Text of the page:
Cacti are not just fascinating (and at times, painful) plants that produce beautiful flowers and delicious fruit.

The edible cactus pads, when cooked, taste similar to green beans but more lemony and their texture is similar to okra.

The cactus pads themselves are low in calories but rich in vital phytochemicals and antioxidants. 130 grams (1 cup) of cooked cactus has less than thirty calories, and less than five grams of carbohydrates — three of which are from fibre and less than two from natural sugar. This makes cactus a food that people with diabetes can include in their diets without fear of it causing high blood sugar levels. It also provides a quarter of your daily calcium needs and about 15% of your daily vitamin C needs.

Foraging for Cactus Pads

If you're actually asking yourself what variety of cactus can you eat, I'd like to put it straight. Don't go eating that cute little cactus you got as a wedding favour, k.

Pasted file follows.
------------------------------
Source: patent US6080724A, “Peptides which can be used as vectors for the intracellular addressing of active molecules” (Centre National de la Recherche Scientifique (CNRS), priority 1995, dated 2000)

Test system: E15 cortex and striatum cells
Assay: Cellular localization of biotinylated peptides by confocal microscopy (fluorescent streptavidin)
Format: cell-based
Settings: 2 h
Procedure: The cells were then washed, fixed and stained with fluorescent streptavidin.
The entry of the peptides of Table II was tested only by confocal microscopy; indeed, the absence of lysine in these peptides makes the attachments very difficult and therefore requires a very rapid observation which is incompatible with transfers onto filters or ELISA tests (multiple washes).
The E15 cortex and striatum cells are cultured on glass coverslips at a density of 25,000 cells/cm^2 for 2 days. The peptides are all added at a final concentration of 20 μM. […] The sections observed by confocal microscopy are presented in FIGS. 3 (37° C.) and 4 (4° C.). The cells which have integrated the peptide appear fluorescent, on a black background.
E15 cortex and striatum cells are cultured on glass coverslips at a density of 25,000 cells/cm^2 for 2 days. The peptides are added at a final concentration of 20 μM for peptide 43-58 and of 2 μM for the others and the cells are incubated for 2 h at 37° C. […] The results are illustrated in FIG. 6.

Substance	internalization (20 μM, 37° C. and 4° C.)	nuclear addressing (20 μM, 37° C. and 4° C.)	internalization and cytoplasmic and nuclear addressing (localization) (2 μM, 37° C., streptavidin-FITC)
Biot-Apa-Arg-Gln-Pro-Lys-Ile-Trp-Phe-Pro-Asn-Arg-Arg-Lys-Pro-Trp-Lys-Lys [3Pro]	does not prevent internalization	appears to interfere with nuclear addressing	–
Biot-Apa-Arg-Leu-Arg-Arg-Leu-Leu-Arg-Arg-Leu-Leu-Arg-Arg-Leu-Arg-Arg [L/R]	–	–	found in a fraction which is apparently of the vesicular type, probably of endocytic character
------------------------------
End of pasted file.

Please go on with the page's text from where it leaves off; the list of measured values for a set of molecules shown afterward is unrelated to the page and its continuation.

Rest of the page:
If you don't have the fortune of having a prickly pear cactus, make sure that you pick wild cactus plants that are off major roads (due to pollution) and also make sure that they aren't plants that belong to someone, as they often spill over the walls of private property.

Here are four tips for foraging the perfect cactus pads without needing to go to the polyclinic for cactus spine invasion.

  1. Wear thick gloves or use a long pair of tongs, as the spines are extremely irritating if lodged in the skin.
  2. Pick young stems that are approximately the size of an adult hand and half an inch thick. Bright green and bendy cactus pads will be the most flavoursome and succulent, and they will have fewer spines. Thicker, older pads have a thicker sap, which many people find have an unpleasant taste.